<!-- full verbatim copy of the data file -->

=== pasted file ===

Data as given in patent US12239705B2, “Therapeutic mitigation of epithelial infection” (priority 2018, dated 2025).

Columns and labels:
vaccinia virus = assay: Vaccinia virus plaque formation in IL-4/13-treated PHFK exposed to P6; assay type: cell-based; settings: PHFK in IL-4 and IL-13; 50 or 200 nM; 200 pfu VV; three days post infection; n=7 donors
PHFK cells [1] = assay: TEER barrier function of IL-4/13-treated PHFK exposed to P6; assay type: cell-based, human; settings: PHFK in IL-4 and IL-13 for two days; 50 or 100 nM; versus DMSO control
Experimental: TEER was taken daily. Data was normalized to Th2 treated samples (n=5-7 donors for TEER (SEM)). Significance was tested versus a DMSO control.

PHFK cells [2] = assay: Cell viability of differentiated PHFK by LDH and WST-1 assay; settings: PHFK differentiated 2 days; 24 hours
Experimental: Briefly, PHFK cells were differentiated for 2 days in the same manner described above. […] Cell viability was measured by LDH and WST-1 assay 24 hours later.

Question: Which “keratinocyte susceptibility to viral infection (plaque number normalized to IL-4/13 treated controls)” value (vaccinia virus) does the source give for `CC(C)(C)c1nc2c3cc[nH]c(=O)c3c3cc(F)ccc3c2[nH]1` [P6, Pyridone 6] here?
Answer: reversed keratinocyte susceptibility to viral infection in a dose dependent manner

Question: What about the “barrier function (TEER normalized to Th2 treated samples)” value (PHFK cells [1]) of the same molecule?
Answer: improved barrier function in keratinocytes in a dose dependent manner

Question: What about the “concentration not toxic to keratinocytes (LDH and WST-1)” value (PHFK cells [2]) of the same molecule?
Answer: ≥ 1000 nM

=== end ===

Data as given in patent US12239705B2, “Therapeutic mitigation of epithelial infection” (priority 2018, dated 2025).

Columns and labels:
vaccinia virus = assay: Vaccinia virus plaque formation in IL-4/13-treated PHFK exposed to P6; assay type: cell-based; settings: PHFK in IL-4 and IL-13; 50 or 200 nM; 200 pfu VV; three days post infection; n=7 donors
PHFK cells [1] = assay: TEER barrier function of IL-4/13-treated PHFK exposed to P6; assay type: cell-based, human; settings: PHFK in IL-4 and IL-13 for two days; 50 or 100 nM; versus DMSO control
Experimental: TEER was taken daily. Data was normalized to Th2 treated samples (n=5-7 donors for TEER (SEM)). Significance was tested versus a DMSO control.

PHFK cells [2] = assay: Cell viability of differentiated PHFK by LDH and WST-1 assay; settings: PHFK differentiated 2 days; 24 hours
Experimental: Briefly, PHFK cells were differentiated for 2 days in the same manner described above. […] Cell viability was measured by LDH and WST-1 assay 24 hours later.

Question: Which “keratinocyte susceptibility to viral infection (plaque number normalized to IL-4/13 treated controls)” value (vaccinia virus) does the source give for `CC(C)(C)c1nc2c3cc[nH]c(=O)c3c3cc(F)ccc3c2[nH]1` [P6, Pyridone 6] here?
Answer: reversed keratinocyte susceptibility to viral infection in a dose dependent manner

Question: What about the “barrier function (TEER normalized to Th2 treated samples)” value (PHFK cells [1]) of the same molecule?
Answer: improved barrier function in keratinocytes in a dose dependent manner

Question: What about the “concentration not toxic to keratinocytes (LDH and WST-1)” value (PHFK cells [2]) of the same molecule?
Answer: ≥ 1000 nM